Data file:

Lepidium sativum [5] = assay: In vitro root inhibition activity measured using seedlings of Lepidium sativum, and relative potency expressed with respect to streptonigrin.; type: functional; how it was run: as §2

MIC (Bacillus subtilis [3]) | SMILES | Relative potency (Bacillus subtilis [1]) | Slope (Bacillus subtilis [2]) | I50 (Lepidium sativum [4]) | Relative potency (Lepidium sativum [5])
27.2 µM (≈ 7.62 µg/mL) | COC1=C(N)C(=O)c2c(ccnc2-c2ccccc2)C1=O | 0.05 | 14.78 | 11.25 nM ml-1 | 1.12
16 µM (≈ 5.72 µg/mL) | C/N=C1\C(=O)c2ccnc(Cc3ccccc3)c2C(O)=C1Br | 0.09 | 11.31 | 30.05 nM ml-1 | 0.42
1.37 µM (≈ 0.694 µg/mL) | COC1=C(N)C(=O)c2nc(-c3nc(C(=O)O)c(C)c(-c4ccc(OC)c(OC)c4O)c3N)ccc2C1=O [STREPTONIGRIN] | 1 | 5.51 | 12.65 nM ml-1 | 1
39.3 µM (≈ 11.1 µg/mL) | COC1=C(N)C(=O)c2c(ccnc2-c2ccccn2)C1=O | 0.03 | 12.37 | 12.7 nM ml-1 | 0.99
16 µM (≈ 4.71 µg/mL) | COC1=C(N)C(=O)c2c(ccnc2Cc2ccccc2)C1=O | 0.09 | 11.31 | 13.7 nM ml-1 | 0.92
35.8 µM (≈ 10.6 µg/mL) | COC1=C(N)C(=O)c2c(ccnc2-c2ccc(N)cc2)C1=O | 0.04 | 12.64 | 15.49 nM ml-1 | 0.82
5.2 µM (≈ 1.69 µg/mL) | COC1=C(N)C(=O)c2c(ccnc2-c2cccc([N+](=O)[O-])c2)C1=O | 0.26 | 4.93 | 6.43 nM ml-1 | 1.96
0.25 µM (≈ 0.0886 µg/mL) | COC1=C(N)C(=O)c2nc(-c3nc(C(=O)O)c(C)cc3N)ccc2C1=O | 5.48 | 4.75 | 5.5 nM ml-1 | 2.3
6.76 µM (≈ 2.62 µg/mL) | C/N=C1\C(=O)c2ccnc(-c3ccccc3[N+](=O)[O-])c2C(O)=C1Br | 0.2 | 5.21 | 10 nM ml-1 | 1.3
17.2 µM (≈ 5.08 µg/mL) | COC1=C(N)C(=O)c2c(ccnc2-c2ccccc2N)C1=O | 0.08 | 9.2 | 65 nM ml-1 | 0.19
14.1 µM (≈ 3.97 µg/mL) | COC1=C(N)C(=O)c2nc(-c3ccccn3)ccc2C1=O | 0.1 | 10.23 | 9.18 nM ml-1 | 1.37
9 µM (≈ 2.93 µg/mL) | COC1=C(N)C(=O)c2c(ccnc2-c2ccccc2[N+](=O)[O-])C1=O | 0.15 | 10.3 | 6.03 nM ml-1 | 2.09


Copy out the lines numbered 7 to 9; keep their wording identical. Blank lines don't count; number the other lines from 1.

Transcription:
16 µM (≈ 4.71 µg/mL) | COC1=C(N)C(=O)c2c(ccnc2Cc2ccccc2)C1=O | 0.09 | 11.31 | 13.7 nM ml-1 | 0.92
35.8 µM (≈ 10.6 µg/mL) | COC1=C(N)C(=O)c2c(ccnc2-c2ccc(N)cc2)C1=O | 0.04 | 12.64 | 15.49 nM ml-1 | 0.82
5.2 µM (≈ 1.69 µg/mL) | COC1=C(N)C(=O)c2c(ccnc2-c2cccc([N+](=O)[O-])c2)C1=O | 0.26 | 4.93 | 6.43 nM ml-1 | 1.96